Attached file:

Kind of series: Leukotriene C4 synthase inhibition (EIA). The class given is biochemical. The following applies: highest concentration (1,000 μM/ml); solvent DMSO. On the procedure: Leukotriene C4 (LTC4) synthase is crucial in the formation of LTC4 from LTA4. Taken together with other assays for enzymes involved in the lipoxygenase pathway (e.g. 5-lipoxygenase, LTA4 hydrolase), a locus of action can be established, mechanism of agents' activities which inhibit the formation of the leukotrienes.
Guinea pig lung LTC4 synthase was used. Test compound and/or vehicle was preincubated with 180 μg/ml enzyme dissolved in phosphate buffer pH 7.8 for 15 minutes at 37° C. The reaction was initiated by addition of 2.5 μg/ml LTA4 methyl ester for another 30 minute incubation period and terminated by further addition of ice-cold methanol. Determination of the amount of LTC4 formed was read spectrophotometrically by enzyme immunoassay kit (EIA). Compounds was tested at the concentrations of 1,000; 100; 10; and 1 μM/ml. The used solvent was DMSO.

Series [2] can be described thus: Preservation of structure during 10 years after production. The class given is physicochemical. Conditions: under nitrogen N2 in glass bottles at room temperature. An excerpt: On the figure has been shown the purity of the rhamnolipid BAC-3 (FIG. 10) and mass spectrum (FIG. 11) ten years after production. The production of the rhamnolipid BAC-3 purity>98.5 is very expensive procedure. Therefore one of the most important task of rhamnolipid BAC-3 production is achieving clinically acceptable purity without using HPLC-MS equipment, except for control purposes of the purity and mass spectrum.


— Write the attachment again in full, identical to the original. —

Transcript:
Kind of series: Leukotriene C4 synthase inhibition (EIA). The class given is biochemical. The following applies: highest concentration (1,000 μM/ml); solvent DMSO. On the procedure: Leukotriene C4 (LTC4) synthase is crucial in the formation of LTC4 from LTA4. Taken together with other assays for enzymes involved in the lipoxygenase pathway (e.g. 5-lipoxygenase, LTA4 hydrolase), a locus of action can be established, mechanism of agents' activities which inhibit the formation of the leukotrienes.
Guinea pig lung LTC4 synthase was used. Test compound and/or vehicle was preincubated with 180 μg/ml enzyme dissolved in phosphate buffer pH 7.8 for 15 minutes at 37° C. The reaction was initiated by addition of 2.5 μg/ml LTA4 methyl ester for another 30 minute incubation period and terminated by further addition of ice-cold methanol. Determination of the amount of LTC4 formed was read spectrophotometrically by enzyme immunoassay kit (EIA). Compounds was tested at the concentrations of 1,000; 100; 10; and 1 μM/ml. The used solvent was DMSO.

Series [2] can be described thus: Preservation of structure during 10 years after production. The class given is physicochemical. Conditions: under nitrogen N2 in glass bottles at room temperature. An excerpt: On the figure has been shown the purity of the rhamnolipid BAC-3 (FIG. 10) and mass spectrum (FIG. 11) ten years after production. The production of the rhamnolipid BAC-3 purity>98.5 is very expensive procedure. Therefore one of the most important task of rhamnolipid BAC-3 production is achieving clinically acceptable purity without using HPLC-MS equipment, except for control purposes of the purity and mass spectrum.